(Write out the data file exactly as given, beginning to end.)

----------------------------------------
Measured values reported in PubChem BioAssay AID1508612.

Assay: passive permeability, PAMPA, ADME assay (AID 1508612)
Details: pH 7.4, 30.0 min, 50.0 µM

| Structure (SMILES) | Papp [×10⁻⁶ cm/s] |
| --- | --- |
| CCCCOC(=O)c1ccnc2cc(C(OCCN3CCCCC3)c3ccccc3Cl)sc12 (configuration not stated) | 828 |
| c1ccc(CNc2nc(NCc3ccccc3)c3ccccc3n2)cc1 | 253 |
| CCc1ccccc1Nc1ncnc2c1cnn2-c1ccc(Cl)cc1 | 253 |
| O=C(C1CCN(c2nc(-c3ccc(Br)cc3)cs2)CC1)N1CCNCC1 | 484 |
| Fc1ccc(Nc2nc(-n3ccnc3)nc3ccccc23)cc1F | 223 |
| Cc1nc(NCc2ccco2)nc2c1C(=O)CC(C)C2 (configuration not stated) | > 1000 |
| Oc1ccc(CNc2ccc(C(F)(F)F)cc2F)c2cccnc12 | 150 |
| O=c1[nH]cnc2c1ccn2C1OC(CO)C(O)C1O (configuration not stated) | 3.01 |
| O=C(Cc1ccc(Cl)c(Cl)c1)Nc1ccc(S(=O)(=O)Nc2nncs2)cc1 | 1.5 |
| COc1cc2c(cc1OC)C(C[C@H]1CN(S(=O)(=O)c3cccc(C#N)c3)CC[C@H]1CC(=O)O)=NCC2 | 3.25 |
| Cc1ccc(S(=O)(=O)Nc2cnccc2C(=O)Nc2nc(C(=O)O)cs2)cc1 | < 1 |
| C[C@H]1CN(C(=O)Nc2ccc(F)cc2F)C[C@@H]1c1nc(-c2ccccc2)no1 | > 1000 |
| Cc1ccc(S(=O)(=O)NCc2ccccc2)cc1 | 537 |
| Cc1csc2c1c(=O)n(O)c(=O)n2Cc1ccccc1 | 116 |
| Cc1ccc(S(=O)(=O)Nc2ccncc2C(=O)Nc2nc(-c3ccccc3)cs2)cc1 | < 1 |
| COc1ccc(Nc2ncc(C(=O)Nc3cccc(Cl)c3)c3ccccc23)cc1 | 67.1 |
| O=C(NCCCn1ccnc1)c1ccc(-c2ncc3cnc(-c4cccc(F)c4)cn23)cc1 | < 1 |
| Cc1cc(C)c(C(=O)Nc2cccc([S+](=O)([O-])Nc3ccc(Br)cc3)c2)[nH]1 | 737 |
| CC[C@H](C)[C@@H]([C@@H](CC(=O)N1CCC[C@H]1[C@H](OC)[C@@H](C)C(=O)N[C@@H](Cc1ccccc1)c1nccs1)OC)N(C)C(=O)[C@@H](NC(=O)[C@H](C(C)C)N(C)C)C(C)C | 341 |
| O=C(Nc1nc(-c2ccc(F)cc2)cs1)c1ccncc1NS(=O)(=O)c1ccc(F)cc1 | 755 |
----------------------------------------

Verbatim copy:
Measured values reported in PubChem BioAssay AID1508612.

Assay: passive permeability, PAMPA, ADME assay (AID 1508612)
Details: pH 7.4, 30.0 min, 50.0 µM

| Structure (SMILES) | Papp [×10⁻⁶ cm/s] |
| --- | --- |
| CCCCOC(=O)c1ccnc2cc(C(OCCN3CCCCC3)c3ccccc3Cl)sc12 (configuration not stated) | 828 |
| c1ccc(CNc2nc(NCc3ccccc3)c3ccccc3n2)cc1 | 253 |
| CCc1ccccc1Nc1ncnc2c1cnn2-c1ccc(Cl)cc1 | 253 |
| O=C(C1CCN(c2nc(-c3ccc(Br)cc3)cs2)CC1)N1CCNCC1 | 484 |
| Fc1ccc(Nc2nc(-n3ccnc3)nc3ccccc23)cc1F | 223 |
| Cc1nc(NCc2ccco2)nc2c1C(=O)CC(C)C2 (configuration not stated) | > 1000 |
| Oc1ccc(CNc2ccc(C(F)(F)F)cc2F)c2cccnc12 | 150 |
| O=c1[nH]cnc2c1ccn2C1OC(CO)C(O)C1O (configuration not stated) | 3.01 |
| O=C(Cc1ccc(Cl)c(Cl)c1)Nc1ccc(S(=O)(=O)Nc2nncs2)cc1 | 1.5 |
| COc1cc2c(cc1OC)C(C[C@H]1CN(S(=O)(=O)c3cccc(C#N)c3)CC[C@H]1CC(=O)O)=NCC2 | 3.25 |
| Cc1ccc(S(=O)(=O)Nc2cnccc2C(=O)Nc2nc(C(=O)O)cs2)cc1 | < 1 |
| C[C@H]1CN(C(=O)Nc2ccc(F)cc2F)C[C@@H]1c1nc(-c2ccccc2)no1 | > 1000 |
| Cc1ccc(S(=O)(=O)NCc2ccccc2)cc1 | 537 |
| Cc1csc2c1c(=O)n(O)c(=O)n2Cc1ccccc1 | 116 |
| Cc1ccc(S(=O)(=O)Nc2ccncc2C(=O)Nc2nc(-c3ccccc3)cs2)cc1 | < 1 |
| COc1ccc(Nc2ncc(C(=O)Nc3cccc(Cl)c3)c3ccccc23)cc1 | 67.1 |
| O=C(NCCCn1ccnc1)c1ccc(-c2ncc3cnc(-c4cccc(F)c4)cn23)cc1 | < 1 |
| Cc1cc(C)c(C(=O)Nc2cccc([S+](=O)([O-])Nc3ccc(Br)cc3)c2)[nH]1 | 737 |
| CC[C@H](C)[C@@H]([C@@H](CC(=O)N1CCC[C@H]1[C@H](OC)[C@@H](C)C(=O)N[C@@H](Cc1ccccc1)c1nccs1)OC)N(C)C(=O)[C@@H](NC(=O)[C@H](C(C)C)N(C)C)C(C)C | 341 |
| O=C(Nc1nc(-c2ccc(F)cc2)cs1)c1ccncc1NS(=O)(=O)c1ccc(F)cc1 | 755 |